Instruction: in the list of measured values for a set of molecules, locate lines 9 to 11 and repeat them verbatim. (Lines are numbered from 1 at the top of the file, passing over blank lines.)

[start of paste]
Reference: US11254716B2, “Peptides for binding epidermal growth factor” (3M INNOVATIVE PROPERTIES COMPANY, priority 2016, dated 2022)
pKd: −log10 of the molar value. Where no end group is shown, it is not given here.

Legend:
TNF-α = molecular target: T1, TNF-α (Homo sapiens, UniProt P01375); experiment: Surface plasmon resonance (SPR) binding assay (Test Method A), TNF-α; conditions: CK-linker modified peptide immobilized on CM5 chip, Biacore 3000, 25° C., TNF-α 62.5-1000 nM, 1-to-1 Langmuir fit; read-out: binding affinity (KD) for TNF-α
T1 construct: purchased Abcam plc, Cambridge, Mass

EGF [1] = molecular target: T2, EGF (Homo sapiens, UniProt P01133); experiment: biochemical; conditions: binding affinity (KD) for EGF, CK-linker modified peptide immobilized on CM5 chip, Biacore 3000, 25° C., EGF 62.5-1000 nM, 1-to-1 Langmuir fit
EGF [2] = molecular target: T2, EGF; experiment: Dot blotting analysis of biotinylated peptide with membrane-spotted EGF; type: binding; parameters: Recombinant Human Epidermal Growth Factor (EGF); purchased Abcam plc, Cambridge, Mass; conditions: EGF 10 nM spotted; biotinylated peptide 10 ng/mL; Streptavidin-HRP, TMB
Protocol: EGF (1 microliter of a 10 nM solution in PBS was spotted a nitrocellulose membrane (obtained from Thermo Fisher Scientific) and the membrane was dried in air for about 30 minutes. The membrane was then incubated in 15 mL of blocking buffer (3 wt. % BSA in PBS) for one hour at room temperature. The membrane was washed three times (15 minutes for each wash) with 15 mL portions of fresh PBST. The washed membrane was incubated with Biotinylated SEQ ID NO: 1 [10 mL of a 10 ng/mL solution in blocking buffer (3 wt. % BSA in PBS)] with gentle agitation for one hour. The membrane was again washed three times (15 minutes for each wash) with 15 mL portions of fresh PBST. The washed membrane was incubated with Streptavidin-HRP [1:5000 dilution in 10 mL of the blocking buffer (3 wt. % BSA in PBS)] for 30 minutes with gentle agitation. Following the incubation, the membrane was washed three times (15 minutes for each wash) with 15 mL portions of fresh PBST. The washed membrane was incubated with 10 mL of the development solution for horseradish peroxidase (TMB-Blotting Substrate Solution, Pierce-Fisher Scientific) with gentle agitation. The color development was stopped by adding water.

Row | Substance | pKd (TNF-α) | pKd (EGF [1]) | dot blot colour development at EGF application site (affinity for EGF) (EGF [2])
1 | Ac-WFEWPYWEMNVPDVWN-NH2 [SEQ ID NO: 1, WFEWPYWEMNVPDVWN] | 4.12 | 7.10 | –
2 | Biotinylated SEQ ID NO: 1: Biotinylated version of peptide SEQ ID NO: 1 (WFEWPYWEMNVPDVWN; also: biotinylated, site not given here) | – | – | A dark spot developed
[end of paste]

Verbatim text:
Row | Substance | pKd (TNF-α) | pKd (EGF [1]) | dot blot colour development at EGF application site (affinity for EGF) (EGF [2])
1 | Ac-WFEWPYWEMNVPDVWN-NH2 [SEQ ID NO: 1, WFEWPYWEMNVPDVWN] | 4.12 | 7.10 | –
2 | Biotinylated SEQ ID NO: 1: Biotinylated version of peptide SEQ ID NO: 1 (WFEWPYWEMNVPDVWN; also: biotinylated, site not given here) | – | – | A dark spot developed